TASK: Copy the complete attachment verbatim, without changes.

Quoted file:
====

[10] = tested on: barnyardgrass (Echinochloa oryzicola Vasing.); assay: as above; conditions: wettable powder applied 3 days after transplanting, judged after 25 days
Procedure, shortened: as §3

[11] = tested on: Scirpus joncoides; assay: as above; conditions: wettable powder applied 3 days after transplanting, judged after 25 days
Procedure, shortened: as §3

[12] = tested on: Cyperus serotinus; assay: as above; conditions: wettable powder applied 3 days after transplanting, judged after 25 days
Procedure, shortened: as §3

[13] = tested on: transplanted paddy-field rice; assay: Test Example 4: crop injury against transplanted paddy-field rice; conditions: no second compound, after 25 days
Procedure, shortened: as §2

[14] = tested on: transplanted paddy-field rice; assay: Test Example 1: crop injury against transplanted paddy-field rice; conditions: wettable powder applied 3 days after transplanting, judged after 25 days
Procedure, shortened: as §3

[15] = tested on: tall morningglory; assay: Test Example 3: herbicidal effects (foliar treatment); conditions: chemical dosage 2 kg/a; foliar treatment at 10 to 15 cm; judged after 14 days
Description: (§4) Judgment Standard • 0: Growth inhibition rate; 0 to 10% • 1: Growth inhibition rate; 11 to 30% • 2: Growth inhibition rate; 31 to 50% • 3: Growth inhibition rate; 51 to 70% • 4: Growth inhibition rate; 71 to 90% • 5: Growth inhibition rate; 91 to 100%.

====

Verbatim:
[10] = tested on: barnyardgrass (Echinochloa oryzicola Vasing.); assay: as above; conditions: wettable powder applied 3 days after transplanting, judged after 25 days
Procedure, shortened: as §3

[11] = tested on: Scirpus joncoides; assay: as above; conditions: wettable powder applied 3 days after transplanting, judged after 25 days
Procedure, shortened: as §3

[12] = tested on: Cyperus serotinus; assay: as above; conditions: wettable powder applied 3 days after transplanting, judged after 25 days
Procedure, shortened: as §3

[13] = tested on: transplanted paddy-field rice; assay: Test Example 4: crop injury against transplanted paddy-field rice; conditions: no second compound, after 25 days
Procedure, shortened: as §2

[14] = tested on: transplanted paddy-field rice; assay: Test Example 1: crop injury against transplanted paddy-field rice; conditions: wettable powder applied 3 days after transplanting, judged after 25 days
Procedure, shortened: as §3

[15] = tested on: tall morningglory; assay: Test Example 3: herbicidal effects (foliar treatment); conditions: chemical dosage 2 kg/a; foliar treatment at 10 to 15 cm; judged after 14 days
Description: (§4) Judgment Standard • 0: Growth inhibition rate; 0 to 10% • 1: Growth inhibition rate; 11 to 30% • 2: Growth inhibition rate; 31 to 50% • 3: Growth inhibition rate; 51 to 70% • 4: Growth inhibition rate; 71 to 90% • 5: Growth inhibition rate; 91 to 100%.